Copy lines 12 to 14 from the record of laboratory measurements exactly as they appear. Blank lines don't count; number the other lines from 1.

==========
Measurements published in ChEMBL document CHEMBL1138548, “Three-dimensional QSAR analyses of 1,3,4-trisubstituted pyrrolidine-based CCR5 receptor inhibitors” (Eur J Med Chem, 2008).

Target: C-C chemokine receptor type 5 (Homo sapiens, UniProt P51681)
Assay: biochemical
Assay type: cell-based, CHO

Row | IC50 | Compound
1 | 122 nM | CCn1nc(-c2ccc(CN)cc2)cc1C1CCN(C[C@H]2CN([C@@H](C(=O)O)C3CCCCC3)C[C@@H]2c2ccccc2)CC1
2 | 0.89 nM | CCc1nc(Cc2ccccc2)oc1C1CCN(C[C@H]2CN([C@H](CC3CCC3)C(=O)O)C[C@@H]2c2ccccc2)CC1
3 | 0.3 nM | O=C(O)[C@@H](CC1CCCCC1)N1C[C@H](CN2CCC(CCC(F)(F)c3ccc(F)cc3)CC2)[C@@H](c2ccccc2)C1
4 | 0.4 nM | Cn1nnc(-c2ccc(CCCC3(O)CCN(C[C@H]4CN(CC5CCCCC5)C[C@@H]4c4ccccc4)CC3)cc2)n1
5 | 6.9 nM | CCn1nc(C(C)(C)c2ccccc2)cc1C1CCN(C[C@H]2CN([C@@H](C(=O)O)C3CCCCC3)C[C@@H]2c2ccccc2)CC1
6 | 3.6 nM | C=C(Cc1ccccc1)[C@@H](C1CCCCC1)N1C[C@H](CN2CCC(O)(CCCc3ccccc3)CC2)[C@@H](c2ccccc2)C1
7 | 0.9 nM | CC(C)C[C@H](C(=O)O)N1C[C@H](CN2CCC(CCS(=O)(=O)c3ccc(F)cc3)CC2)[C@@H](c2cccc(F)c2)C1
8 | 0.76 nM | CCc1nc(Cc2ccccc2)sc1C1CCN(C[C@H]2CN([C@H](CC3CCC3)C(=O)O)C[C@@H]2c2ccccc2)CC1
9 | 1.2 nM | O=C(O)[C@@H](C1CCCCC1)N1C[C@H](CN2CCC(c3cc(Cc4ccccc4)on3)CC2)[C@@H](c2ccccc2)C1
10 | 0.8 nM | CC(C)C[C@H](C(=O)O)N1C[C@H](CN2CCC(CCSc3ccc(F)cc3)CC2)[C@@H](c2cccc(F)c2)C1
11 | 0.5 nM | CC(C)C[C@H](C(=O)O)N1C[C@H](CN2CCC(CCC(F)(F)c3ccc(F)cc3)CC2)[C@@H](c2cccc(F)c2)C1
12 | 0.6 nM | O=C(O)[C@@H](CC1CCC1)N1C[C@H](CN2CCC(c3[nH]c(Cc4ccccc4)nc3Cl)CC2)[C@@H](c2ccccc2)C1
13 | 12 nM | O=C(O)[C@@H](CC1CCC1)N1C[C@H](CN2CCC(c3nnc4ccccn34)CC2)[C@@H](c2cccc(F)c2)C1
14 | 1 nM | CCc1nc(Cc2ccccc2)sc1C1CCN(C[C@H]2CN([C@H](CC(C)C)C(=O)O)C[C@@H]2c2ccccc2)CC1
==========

7 | 0.9 nM | CC(C)C[C@H](C(=O)O)N1C[C@H](CN2CCC(CCS(=O)(=O)c3ccc(F)cc3)CC2)[C@@H](c2cccc(F)c2)C1
8 | 0.76 nM | CCc1nc(Cc2ccccc2)sc1C1CCN(C[C@H]2CN([C@H](CC3CCC3)C(=O)O)C[C@@H]2c2ccccc2)CC1
9 | 1.2 nM | O=C(O)[C@@H](C1CCCCC1)N1C[C@H](CN2CCC(c3cc(Cc4ccccc4)on3)CC2)[C@@H](c2ccccc2)C1